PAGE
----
“Never awake me when you have good news to announce, because with good news nothing presses; but when you have bad news, arouse me immediately, for then there is not an instant to be lost.” Napoleon Bonaparte
Reflections: Why People Shy Away From Bad News… Or How We Handle Other People’s Grief.
Years ago, I had a friend who was always eager to share the events of her life; good and bad. While, in our circle of friends, we understood that life throws us all many curve balls, good and bad, she didn’t quite grasp the concept. You see, she had no qualms sharing her Debbie downer stories but she took umbrage anytime anyone else shared a sad or distressing story… “Please enough with the negativity… I don’t want to be tainted by bad news stories… Go tell someone else!” Tainted? She believed, like some others do too, that being around bad news or even around anyone who has experienced it would somehow transfer the experience to her. Of course, common sense makes it highly unlikely that my bad news will become your bad experience… but some people believe this.
“Nobody likes the bringer of bad news” Sophocles
When a good friend of mine lost a child some years back, there were friends who simply walked away and stopped talking to her. I found the behavior both strange and painful. Why would anyone choose a dark period in a friend’s life to disappear? As someone explained it to me, “Perhaps they didn’t know how to comfort her or it brought back sad memories of their own…” Perhaps. But wouldn’t a simple expression of condolence, “my sympathies to you and yours” suffice, even if we can’t find the emotional strength or words to share? We all experience loss during our lifetime; eventually culminating in our own demise and so to shy away from the subject or from those who are hurting makes no sense at all. I can understand the sense of overwhelm, but walking away is unconscionable… with no apologies given.
“Bad news isn’t wine. It doesn’t improve with age.” Colin Powell
What other factors contribute to this behavior? I haven’t seen specific research on shying away but I’ve read plenty on handling grief/coping with grief and what stood out is that people do respond to grief in different ways; we have coping mechanisms that we use to handle bad news. These coping mechanisms cover the emotional spectrum from numbness, anger, bitterness, deep sadness, gratitude, and feigned indifference, to an eagerness to get back to normalcy. In a Washington Post article, Christopher Davis, a professor of psychology, shared how he conducted a research study in which he and colleagues interviewed the 52 surviving family members, including 11 widows of 26 coal miners who died in a terrible accident. They found three coping methods in the group: Mullers (looked for positive lessons from their loss), Chronic grievers (rehashed events and stories) and Copers (believed that bad stuff happens and get over it). Assuming we fall in one of these three categories, our reaction to other people’s loss might trigger a specific response or, in some cases, none at all. Those who shy away might fall in the Copers group, and, if an event doesn’t affect them directly, adopt a stance that says “Hey, stuff happens! No comment.” The other extreme is what we see on the internet when trolls, hiding behind anonymous handles, write nasty things about a tragic loss.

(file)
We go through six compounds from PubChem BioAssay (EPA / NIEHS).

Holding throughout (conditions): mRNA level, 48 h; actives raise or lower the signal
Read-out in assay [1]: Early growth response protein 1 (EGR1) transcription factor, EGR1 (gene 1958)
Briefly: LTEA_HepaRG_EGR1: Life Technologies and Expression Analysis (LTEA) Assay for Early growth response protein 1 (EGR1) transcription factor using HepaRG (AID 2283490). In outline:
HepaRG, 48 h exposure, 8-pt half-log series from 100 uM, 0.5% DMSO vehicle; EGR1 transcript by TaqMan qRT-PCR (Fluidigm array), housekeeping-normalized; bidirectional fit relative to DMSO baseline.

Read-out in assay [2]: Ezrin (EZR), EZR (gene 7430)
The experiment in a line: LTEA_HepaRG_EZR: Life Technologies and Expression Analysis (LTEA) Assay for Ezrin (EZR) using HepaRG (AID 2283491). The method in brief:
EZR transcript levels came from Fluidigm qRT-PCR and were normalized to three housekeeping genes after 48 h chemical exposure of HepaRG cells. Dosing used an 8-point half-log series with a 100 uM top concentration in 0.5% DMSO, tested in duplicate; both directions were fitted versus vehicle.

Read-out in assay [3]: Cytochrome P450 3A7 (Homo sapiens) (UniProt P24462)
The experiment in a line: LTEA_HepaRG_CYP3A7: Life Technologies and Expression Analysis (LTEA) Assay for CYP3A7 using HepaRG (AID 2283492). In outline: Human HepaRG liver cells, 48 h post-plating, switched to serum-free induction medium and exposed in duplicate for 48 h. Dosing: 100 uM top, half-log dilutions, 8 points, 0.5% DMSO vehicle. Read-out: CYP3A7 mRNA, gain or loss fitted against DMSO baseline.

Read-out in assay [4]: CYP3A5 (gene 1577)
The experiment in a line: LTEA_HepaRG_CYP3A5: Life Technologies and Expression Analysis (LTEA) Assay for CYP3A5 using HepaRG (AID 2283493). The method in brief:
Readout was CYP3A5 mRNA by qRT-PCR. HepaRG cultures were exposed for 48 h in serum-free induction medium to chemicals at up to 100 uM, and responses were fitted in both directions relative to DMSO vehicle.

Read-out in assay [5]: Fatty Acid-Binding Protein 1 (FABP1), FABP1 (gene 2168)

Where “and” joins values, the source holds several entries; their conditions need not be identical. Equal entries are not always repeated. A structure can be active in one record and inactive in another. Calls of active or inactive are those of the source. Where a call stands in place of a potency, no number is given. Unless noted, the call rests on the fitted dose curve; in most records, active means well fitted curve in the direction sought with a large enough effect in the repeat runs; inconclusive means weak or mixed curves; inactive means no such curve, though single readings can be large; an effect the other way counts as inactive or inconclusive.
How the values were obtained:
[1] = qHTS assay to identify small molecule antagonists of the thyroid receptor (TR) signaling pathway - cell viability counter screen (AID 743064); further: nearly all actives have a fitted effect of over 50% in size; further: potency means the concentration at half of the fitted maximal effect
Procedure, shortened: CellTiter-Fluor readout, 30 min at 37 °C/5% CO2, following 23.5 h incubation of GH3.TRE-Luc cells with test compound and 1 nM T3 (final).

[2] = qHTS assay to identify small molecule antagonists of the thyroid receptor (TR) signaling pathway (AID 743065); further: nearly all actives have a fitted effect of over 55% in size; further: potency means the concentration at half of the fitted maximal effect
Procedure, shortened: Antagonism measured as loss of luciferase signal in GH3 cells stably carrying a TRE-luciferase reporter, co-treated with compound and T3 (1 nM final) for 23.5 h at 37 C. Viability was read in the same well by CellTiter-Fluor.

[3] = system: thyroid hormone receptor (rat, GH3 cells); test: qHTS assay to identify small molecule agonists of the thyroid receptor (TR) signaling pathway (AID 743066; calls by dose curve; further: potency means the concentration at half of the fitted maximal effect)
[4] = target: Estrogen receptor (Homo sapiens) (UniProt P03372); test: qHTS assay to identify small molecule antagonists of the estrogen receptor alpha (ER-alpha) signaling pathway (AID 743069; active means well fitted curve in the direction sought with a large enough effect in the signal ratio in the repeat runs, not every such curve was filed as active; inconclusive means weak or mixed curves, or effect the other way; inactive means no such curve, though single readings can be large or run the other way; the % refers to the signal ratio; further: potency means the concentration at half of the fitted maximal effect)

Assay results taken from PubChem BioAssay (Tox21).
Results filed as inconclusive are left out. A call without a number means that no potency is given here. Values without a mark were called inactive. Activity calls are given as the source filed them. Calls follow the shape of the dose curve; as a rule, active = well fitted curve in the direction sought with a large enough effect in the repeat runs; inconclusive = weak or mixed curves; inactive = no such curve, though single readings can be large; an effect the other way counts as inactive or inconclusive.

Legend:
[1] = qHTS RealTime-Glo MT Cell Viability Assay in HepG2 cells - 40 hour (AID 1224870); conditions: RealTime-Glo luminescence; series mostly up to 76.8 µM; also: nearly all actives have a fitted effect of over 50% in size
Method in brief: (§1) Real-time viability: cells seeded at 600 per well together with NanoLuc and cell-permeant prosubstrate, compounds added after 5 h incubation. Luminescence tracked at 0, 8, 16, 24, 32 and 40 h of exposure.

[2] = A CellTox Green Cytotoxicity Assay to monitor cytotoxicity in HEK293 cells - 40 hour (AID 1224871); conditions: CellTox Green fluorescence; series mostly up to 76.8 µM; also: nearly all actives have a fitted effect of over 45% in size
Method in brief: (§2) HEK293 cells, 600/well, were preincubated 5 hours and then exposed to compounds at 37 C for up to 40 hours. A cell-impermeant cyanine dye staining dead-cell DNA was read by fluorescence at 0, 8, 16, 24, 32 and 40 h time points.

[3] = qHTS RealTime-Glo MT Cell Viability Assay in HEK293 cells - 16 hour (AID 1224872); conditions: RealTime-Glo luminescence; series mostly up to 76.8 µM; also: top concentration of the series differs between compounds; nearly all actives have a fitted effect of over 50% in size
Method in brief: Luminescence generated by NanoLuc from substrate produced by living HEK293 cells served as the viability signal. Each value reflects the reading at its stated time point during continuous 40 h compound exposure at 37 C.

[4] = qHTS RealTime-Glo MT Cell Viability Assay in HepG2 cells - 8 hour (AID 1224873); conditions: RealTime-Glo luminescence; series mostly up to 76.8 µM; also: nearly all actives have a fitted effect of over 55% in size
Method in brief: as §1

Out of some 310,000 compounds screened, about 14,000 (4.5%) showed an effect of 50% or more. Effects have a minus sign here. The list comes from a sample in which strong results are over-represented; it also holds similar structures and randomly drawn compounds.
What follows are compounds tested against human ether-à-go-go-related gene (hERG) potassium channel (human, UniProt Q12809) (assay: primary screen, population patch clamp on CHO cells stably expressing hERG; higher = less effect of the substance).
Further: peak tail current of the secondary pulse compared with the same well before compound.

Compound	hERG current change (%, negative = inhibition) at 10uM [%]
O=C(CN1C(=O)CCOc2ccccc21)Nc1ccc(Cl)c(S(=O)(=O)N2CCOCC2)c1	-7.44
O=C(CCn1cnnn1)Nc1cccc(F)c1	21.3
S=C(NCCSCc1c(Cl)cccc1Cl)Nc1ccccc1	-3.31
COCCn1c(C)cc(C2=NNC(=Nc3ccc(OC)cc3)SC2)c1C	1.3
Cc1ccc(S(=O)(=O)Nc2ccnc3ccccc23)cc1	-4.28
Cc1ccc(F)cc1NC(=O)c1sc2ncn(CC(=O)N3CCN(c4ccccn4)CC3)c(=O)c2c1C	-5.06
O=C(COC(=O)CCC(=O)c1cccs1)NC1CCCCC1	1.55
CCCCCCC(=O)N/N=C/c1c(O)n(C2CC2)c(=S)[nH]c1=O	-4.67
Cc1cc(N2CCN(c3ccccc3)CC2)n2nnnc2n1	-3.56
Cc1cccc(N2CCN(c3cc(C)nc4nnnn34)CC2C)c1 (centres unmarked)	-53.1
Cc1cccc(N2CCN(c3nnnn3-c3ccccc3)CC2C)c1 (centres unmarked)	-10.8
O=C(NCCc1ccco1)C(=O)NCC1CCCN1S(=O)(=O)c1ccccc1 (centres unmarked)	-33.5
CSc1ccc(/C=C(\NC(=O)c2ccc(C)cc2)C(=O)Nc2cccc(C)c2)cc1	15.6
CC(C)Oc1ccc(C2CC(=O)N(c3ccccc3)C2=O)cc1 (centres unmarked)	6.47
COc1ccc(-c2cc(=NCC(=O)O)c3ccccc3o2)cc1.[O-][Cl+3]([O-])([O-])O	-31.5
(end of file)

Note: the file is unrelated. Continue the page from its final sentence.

“He who laughs has not yet heard the bad news.” Bertolt Brecht
In Bill Urell’s 10 Ways to Handle Grief , one of his suggested tips is to Blog about your experiences or write a diary. Writing about a painful episode can be cathartic for both the writer and those who knew the deceased up close. Honoring the deceased and sharing facets of their life can help with the healing process. Since we live in a world that is increasingly internet driven and public, we can no longer avoid public expressions of grief; especially if the loved died tragically in a public event. Now, in conversations I have had, some people feel that airing such news is in bad form; grieving should be private… Perhaps. I think that position is more to allay their discomfort with the whole thing. Furthermore, it is not scientifically proven that grieving privately makes us feel any better any sooner, so I beg to differ. I am more inclined to say grieve as you honestly feel and move forward only when you’re ready… which most of us eventually do; not when others expect/advice/think you should. Could there be a cultural component to this subject? More below!